The office of Israel Prime Minister Benjamin Netanyahu on Wednesday rejected the remarks of his brother-in-law Hagai Ben Artzi, who called President Obama 'anti-Semitic.' But how many other Israelis share Mr. Ben Artzi's view?
Gil Cohen Magen/Reuters
At the height of the worst Israel-US crisis in decades, Israel Prime Minister Benjamin Netanyahu was forced to distance himself Wednesday from the views of his brother-in-law, who called President Obama "anti-Semitic" over the airwaves this morning.
In an interview with Israel Army Radio on Wednesday, Hagai Ben Artzi, the brother of Netanyahu's wife Sara, reportedly said: "it needs to be said clearly and simply: There is an anti-Semitic president in the US. It's not that Obama doesn't sympathize with [Mr. Netanyahu]. He doesn't sympathize with the people of Israel."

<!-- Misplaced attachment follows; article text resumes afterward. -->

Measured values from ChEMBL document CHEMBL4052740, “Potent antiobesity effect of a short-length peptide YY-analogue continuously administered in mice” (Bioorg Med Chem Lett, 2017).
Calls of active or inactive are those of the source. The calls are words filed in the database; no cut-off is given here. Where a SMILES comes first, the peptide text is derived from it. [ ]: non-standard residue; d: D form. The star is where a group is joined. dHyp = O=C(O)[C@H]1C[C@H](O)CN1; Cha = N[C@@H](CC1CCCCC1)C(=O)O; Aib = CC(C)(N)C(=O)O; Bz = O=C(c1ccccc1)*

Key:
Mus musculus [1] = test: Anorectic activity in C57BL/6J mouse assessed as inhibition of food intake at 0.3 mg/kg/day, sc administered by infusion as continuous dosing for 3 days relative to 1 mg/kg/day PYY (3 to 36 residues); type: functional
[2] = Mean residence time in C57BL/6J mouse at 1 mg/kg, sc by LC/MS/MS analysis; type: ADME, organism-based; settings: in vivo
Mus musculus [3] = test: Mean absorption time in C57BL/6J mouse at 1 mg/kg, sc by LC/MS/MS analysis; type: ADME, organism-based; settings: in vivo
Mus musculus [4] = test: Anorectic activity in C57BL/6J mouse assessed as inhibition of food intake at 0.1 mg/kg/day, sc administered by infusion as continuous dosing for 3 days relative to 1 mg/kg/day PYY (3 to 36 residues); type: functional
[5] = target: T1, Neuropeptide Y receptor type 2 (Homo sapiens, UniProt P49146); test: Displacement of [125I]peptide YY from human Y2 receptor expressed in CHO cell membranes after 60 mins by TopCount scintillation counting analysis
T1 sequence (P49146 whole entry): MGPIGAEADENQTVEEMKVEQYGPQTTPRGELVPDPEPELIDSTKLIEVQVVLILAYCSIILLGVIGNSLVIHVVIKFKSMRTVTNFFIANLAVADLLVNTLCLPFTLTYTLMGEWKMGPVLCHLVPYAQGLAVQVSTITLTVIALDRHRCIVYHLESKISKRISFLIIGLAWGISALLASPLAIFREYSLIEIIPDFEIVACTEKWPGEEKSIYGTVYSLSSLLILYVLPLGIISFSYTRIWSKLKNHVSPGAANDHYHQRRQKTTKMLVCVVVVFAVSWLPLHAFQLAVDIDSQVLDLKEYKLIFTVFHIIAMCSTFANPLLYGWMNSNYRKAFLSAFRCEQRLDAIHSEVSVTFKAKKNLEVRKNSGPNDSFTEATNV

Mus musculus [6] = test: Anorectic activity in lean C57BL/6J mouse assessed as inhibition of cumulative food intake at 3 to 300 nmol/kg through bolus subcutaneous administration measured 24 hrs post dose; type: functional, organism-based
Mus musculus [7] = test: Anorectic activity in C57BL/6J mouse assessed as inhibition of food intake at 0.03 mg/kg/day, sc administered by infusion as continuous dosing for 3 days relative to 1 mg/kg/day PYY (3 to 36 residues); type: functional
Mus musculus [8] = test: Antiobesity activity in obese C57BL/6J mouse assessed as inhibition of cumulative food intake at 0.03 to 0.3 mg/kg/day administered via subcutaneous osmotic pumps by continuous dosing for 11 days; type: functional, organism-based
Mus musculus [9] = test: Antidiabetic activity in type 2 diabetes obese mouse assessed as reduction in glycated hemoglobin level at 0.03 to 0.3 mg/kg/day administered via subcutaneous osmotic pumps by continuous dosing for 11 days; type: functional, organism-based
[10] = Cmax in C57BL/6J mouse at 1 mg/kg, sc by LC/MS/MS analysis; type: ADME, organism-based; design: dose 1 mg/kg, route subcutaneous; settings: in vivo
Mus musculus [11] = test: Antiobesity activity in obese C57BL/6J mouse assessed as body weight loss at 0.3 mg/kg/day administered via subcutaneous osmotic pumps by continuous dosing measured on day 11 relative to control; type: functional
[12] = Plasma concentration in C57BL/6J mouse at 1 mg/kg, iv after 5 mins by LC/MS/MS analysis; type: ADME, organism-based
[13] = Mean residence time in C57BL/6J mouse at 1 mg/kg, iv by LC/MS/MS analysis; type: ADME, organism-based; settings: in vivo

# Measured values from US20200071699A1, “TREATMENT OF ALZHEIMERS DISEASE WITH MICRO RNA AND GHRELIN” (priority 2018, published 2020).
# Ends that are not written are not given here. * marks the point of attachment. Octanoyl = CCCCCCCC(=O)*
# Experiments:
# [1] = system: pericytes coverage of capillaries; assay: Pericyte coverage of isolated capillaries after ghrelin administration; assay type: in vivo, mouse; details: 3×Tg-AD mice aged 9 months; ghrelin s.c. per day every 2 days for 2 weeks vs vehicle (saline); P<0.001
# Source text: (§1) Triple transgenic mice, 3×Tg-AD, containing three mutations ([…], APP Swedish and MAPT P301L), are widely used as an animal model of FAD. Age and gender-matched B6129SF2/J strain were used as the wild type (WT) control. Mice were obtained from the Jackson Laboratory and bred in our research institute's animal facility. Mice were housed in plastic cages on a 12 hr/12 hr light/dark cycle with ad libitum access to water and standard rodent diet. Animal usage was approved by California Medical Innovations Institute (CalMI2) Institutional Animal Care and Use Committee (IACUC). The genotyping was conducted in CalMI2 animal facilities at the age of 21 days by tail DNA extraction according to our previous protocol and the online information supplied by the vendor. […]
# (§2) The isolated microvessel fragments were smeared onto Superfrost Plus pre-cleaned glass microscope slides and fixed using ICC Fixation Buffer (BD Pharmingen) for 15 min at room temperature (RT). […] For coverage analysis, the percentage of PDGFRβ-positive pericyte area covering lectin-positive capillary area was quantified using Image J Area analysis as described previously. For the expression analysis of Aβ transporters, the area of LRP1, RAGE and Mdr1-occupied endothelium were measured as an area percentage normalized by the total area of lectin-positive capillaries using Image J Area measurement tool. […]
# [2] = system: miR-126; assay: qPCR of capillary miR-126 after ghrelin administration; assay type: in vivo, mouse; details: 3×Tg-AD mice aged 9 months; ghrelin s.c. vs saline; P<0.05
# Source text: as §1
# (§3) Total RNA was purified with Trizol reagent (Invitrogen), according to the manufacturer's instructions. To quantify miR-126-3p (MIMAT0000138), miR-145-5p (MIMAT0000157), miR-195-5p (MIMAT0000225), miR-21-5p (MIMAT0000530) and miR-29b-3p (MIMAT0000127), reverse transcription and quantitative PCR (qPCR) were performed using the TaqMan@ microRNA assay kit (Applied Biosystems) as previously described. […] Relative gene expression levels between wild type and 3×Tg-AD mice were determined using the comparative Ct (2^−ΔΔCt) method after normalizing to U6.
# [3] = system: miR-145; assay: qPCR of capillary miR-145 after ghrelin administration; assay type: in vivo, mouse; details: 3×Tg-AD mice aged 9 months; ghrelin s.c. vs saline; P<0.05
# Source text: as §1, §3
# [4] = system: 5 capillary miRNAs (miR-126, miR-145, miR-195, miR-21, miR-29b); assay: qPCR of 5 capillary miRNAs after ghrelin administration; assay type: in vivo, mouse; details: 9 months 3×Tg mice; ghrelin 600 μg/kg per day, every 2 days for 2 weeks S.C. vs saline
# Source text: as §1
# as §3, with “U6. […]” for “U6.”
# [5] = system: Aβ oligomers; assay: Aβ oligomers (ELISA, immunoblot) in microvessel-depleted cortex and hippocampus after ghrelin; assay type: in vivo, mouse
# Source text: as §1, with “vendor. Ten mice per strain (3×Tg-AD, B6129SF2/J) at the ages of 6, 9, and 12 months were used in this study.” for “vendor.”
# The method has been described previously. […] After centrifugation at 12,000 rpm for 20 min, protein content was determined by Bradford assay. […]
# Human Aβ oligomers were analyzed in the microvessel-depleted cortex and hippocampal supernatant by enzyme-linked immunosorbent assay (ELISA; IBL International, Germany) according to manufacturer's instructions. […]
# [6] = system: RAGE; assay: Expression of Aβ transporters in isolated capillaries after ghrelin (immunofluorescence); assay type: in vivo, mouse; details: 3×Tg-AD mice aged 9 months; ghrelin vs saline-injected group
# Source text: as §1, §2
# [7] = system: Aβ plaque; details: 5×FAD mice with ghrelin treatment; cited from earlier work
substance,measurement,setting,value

Netanyahu's office swifty published a condemnation: "I entirely reject the remarks of Hagai Ben Artzi."
Mr. Ben Artzi, who has a history of controversial remarks, is family in more than one way.
The hardliner – who's held positions as a bible lecturer at a religious college in Jerusalem, and in the Education Ministry, and has a doctorate in Israel thought and philosophy from Hebrew University in Jerusalem – also represents the family of hawkish nationalists who support Netanyahu and for whom any movement on the peace process is going to stir tension.